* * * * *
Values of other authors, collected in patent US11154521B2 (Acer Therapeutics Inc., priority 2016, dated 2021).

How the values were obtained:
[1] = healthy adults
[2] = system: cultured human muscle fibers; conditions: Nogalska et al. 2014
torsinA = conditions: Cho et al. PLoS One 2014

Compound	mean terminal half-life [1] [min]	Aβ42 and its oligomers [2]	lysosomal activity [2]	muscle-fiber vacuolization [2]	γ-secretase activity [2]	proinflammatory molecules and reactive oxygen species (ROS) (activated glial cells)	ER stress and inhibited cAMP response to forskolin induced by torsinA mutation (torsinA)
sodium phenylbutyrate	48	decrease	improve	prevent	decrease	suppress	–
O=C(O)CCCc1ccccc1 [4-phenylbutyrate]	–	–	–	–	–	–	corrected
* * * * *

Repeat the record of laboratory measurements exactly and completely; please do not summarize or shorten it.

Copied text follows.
Values of other authors, collected in patent US11154521B2 (Acer Therapeutics Inc., priority 2016, dated 2021).

How the values were obtained:
[1] = healthy adults
[2] = system: cultured human muscle fibers; conditions: Nogalska et al. 2014
torsinA = conditions: Cho et al. PLoS One 2014

Compound	mean terminal half-life [1] [min]	Aβ42 and its oligomers [2]	lysosomal activity [2]	muscle-fiber vacuolization [2]	γ-secretase activity [2]	proinflammatory molecules and reactive oxygen species (ROS) (activated glial cells)	ER stress and inhibited cAMP response to forskolin induced by torsinA mutation (torsinA)
sodium phenylbutyrate	48	decrease	improve	prevent	decrease	suppress	–
O=C(O)CCCc1ccccc1 [4-phenylbutyrate]	–	–	–	–	–	–	corrected